The future ain’t what it used to be

Corbyn exits, head in hands, stage left. (Press Association)
Corbyn exits, head in hands, stage left. (Press Association)

Car workers in Birmingham, shopkeepers in Sedgefield, market traders in Norwich, steelworkers in Sheffield, greengrocers in Great Yarmouth, fishmongers in Falmouth, bus drivers in Bolsover, waitresses in Workington.

In the end, after all the fear and doubt, the message rang  far and wide and loud and clear, from the cities to the shires, to every nook and cranny of our salt-of-the-earth nation: Jeremy Corbyn is a dangerous lightweight with obscene associations. An extremist in sheep’s clothing, whose apathy to anti-Jewish racism is incompatible with the British values we hold dear. So the good people of Britain held their noses, crossed their fingers, adopted the brace position and voted… for anyone but Corbyn.

Singing socialist Billy Bragg said it best in his 80s anthem Between The Wars: “Sweet moderation, heart of this nation.” 

Dear old Blighty, we should never have doubted you. 

Yet who was to know the result would be so emphatic? As the clock lurched towards 10 pm stomachs knotted, palms sweated, brows furrowed. Surely even a semi-functioning opposition could eke out a hung Parliament against these unpopular three-term Tories. Surely?

In those edgy moments before the exit poll, the blunt question asked across Shabbat dinner tables for the last four years was asked one last time: does Britain really care about antisemitism?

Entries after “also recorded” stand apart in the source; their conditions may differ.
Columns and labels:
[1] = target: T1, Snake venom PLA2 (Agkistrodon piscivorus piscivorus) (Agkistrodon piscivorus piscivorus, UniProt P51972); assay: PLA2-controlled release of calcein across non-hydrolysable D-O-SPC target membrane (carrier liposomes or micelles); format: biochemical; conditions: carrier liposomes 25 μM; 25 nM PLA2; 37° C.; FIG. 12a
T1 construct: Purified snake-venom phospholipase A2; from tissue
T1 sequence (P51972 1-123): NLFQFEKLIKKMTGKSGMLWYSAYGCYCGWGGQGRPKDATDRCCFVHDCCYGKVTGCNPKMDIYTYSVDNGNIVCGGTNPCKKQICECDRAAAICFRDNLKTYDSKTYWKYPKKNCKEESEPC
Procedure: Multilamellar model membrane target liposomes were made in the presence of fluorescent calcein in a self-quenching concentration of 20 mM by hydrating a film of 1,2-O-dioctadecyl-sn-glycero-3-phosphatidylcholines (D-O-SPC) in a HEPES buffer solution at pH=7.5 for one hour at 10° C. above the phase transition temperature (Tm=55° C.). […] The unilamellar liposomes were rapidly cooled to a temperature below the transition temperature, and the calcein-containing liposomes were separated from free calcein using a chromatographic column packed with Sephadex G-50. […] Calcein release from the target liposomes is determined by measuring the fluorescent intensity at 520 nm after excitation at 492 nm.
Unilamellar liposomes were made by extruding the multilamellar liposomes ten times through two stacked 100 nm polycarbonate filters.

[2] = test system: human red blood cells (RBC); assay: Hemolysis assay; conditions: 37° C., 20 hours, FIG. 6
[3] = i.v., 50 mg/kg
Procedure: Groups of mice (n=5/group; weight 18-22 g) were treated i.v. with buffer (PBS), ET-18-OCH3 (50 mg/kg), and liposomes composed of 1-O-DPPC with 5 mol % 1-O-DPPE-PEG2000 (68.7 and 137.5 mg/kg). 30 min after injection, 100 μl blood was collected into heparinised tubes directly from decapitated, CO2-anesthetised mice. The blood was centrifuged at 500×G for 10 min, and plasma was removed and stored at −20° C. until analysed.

It certainly turned voters off in the Bagel Belt of Hendon, Chipping Barnet and Finchley and Golders Green, where the Conservatives secured an unlikely clean sweep. Elsewhere, it played a leading role. But above all, this red-letter election required two democratic duties of voters: reject extreme socialism and respect Brexit.

It could have been so different. Had Corbyn not sat on the fence over Brexit and sat on his hands over Jew hate, he would have sneaked a hung Parliament and cobbled a coalition. Instead he exits, head in hands, stage left.

The future, thank goodness, ain’t what it used to be.

The Jewish community and Labour Party share a long and storied history. Now it’s time to repair that proud partnership. Indeed, there are already red shoots of recovery with the Jewish Labour Movement reporting hundreds of former members have returned since last Thursday.

With relief comes caution. Corbyn is history but Corbynism remains, with a new Labour leader likely cast in the mould of the old. Far-left Jennie Formby remains general secretary of the party while Momentum waters the grassroots.

It seems unlikely, but by the time the Equality and Human Rights Commission publishes its inquiry into Labour antisemitism next year, the party needs to have a leader on the right side of history – able to take decisive action against racism the moment it rears its sneaky head. Fail and Labour is doomed to remain outside the political mainstream for years to come.

Meanwhile, the community has lost some of its most eloquent voices in Parliament. Luciana Berger, Ian Austin, John Mann, Louise Ellman, Joan Ryan and Ruth Smeeth all lost their seats or moved on. Their absence will be sharply felt by all who hold the British Jewry and Israel dear.

About the Author
Richard Ferrer has become a leading voice on Jewish communal issues since becoming editor of the Jewish News in 2009, writing about contemporary Jewish life for a national audience. He edited the Boston Jewish Advocate, America's oldest Jewish newspaper and created the Channel 4 series Jewish Mum of the Year.
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